Our destination was a camp near Sam Sand Dunes in the Thar Desert. Not long after leaving Jaisalmer, we were surrounded by desert landscape. But surprisingly, it was less hot than it had been in Jaisalmer.
The drive wasn’t long to the spot where our rented camels awaited. Again I passed on the small, hard camel saddle and opted for the camel cart. Bharti and Mohit came on the cart with me, while Nirmal ran alongside for awhile taking pictures.
Even way out here, there were tire tracks and trash. It’s hard to find an unspoiled place anywhere in the world these days.
I don’t care much for the desert. But we were here in the late afternoon, the best time of day for pictures. With a storm rolling in and the pinkish hues of sunset, some of it was pretty.
After horsing around on the dunes, we reached the Sam Camp in the last moments of light. It was so beautiful, we should have been in a movie!
Shahi, Bharti and I were welcomed with the placement of a tilak on our foreheads. Mohit was a little worried, wondering what that woman was doing to his mother.
There was a halfhearted music and dance performance. The dancers kept stopping and starting, for reasons known only to themselves. It started to rain about five minutes into the performance, putting a complete stop to it. Dinner was good. I don’t remember what we had, other than a good time. We had brought our own beer and stayed outside drinking and laughing after the rain stopped. The guys knew that there wouldn’t be any available out here. They thought of everything!
The other camp guests had gone to bed after dinner. We were the only ones who had stayed out after the rain stopped, most likely because we were the only ones with beer. Since we were still outside hanging out and because the musicians knew Rafiq, they and the dancers came back and did a performance just for us!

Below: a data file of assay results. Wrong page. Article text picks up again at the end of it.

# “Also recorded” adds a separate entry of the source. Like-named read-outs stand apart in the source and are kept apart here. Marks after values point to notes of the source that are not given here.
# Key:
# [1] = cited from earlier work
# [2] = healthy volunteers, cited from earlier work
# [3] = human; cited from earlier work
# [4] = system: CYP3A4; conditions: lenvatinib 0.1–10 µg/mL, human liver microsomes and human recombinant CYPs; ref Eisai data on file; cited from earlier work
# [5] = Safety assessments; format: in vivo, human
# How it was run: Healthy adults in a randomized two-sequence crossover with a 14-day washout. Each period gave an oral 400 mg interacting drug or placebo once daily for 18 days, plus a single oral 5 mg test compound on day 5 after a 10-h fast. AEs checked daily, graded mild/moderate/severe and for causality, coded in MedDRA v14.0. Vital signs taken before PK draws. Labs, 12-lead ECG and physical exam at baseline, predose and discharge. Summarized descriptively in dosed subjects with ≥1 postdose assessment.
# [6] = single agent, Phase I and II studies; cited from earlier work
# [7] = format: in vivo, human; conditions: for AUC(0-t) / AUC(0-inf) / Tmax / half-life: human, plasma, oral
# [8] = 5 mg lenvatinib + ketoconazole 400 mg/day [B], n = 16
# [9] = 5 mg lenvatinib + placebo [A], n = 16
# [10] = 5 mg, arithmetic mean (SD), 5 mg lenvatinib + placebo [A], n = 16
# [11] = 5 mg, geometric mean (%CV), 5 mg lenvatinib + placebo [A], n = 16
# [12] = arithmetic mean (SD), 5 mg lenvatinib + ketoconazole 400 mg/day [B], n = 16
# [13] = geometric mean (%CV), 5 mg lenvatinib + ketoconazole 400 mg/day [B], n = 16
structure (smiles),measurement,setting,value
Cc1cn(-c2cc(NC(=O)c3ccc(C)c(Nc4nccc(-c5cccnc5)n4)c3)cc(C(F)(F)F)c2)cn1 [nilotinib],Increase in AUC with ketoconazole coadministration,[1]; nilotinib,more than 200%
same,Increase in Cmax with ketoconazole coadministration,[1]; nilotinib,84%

Some desert camps provide tents as sleeping quarters. Tents can be impractical when it rains or gets really windy, so this camp built cabins. My women friends will want to know: the cabins were plumbed and had flush toilets. (The public toilets out by the stage were squat toilets.) The shower, however, didn’t have enough water pressure so I had to take a bucket bath.
The cabins had no air conditioning, only fans. It was too hot inside the cabins, so we slept outside on cots brought to us by camp employees. I couldn’t believe anyone would need a blanket. Since I’m used to much colder temperatures and it was still fairly warm out there, I didn’t even want one touching me! The sky was still cloudy so there weren’t any stars to wish on, but it was still fun sleeping outdoors.